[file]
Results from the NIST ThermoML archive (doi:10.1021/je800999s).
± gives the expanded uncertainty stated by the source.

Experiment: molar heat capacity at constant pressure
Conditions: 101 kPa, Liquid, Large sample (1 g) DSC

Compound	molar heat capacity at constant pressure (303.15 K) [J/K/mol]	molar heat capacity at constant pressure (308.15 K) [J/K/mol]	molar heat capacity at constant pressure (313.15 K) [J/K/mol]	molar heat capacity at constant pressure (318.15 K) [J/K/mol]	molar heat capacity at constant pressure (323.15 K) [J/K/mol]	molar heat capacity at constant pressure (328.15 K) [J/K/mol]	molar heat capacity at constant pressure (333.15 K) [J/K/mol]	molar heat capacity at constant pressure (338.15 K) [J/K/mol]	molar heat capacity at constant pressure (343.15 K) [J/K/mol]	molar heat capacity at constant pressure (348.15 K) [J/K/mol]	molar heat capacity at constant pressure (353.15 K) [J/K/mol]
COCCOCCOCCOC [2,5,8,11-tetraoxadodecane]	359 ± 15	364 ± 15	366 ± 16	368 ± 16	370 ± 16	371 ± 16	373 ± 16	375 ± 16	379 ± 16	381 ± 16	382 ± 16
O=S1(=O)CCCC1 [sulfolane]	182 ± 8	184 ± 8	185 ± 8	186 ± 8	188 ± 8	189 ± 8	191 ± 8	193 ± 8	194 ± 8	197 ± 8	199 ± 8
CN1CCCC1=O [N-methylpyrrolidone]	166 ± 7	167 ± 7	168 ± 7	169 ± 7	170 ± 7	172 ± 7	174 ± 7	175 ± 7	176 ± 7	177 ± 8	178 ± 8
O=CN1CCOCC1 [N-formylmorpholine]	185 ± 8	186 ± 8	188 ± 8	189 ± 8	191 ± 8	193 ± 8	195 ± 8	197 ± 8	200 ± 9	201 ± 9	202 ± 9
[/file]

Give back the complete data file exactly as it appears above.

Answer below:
Results from the NIST ThermoML archive (doi:10.1021/je800999s).
± gives the expanded uncertainty stated by the source.

Experiment: molar heat capacity at constant pressure
Conditions: 101 kPa, Liquid, Large sample (1 g) DSC

Compound	molar heat capacity at constant pressure (303.15 K) [J/K/mol]	molar heat capacity at constant pressure (308.15 K) [J/K/mol]	molar heat capacity at constant pressure (313.15 K) [J/K/mol]	molar heat capacity at constant pressure (318.15 K) [J/K/mol]	molar heat capacity at constant pressure (323.15 K) [J/K/mol]	molar heat capacity at constant pressure (328.15 K) [J/K/mol]	molar heat capacity at constant pressure (333.15 K) [J/K/mol]	molar heat capacity at constant pressure (338.15 K) [J/K/mol]	molar heat capacity at constant pressure (343.15 K) [J/K/mol]	molar heat capacity at constant pressure (348.15 K) [J/K/mol]	molar heat capacity at constant pressure (353.15 K) [J/K/mol]
COCCOCCOCCOC [2,5,8,11-tetraoxadodecane]	359 ± 15	364 ± 15	366 ± 16	368 ± 16	370 ± 16	371 ± 16	373 ± 16	375 ± 16	379 ± 16	381 ± 16	382 ± 16
O=S1(=O)CCCC1 [sulfolane]	182 ± 8	184 ± 8	185 ± 8	186 ± 8	188 ± 8	189 ± 8	191 ± 8	193 ± 8	194 ± 8	197 ± 8	199 ± 8
CN1CCCC1=O [N-methylpyrrolidone]	166 ± 7	167 ± 7	168 ± 7	169 ± 7	170 ± 7	172 ± 7	174 ± 7	175 ± 7	176 ± 7	177 ± 8	178 ± 8
O=CN1CCOCC1 [N-formylmorpholine]	185 ± 8	186 ± 8	188 ± 8	189 ± 8	191 ± 8	193 ± 8	195 ± 8	197 ± 8	200 ± 9	201 ± 9	202 ± 9